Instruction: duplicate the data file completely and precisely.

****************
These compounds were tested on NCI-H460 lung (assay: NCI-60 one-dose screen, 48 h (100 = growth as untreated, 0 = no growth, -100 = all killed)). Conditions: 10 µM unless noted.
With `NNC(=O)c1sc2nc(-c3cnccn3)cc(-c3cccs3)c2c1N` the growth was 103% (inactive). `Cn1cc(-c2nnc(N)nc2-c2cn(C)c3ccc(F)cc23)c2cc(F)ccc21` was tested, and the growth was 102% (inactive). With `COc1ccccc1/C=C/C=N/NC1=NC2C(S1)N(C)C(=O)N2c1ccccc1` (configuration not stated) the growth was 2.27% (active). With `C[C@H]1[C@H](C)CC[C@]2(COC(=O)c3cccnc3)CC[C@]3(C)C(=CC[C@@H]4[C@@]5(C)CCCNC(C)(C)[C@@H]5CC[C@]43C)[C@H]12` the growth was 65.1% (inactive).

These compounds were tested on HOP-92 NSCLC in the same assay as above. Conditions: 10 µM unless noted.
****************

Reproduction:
These compounds were tested on NCI-H460 lung (assay: NCI-60 one-dose screen, 48 h (100 = growth as untreated, 0 = no growth, -100 = all killed)). Conditions: 10 µM unless noted.
With `NNC(=O)c1sc2nc(-c3cnccn3)cc(-c3cccs3)c2c1N` the growth was 103% (inactive). `Cn1cc(-c2nnc(N)nc2-c2cn(C)c3ccc(F)cc23)c2cc(F)ccc21` was tested, and the growth was 102% (inactive). With `COc1ccccc1/C=C/C=N/NC1=NC2C(S1)N(C)C(=O)N2c1ccccc1` (configuration not stated) the growth was 2.27% (active). With `C[C@H]1[C@H](C)CC[C@]2(COC(=O)c3cccnc3)CC[C@]3(C)C(=CC[C@@H]4[C@@]5(C)CCCNC(C)(C)[C@@H]5CC[C@]43C)[C@H]12` the growth was 65.1% (inactive).

These compounds were tested on HOP-92 NSCLC in the same assay as above. Conditions: 10 µM unless noted.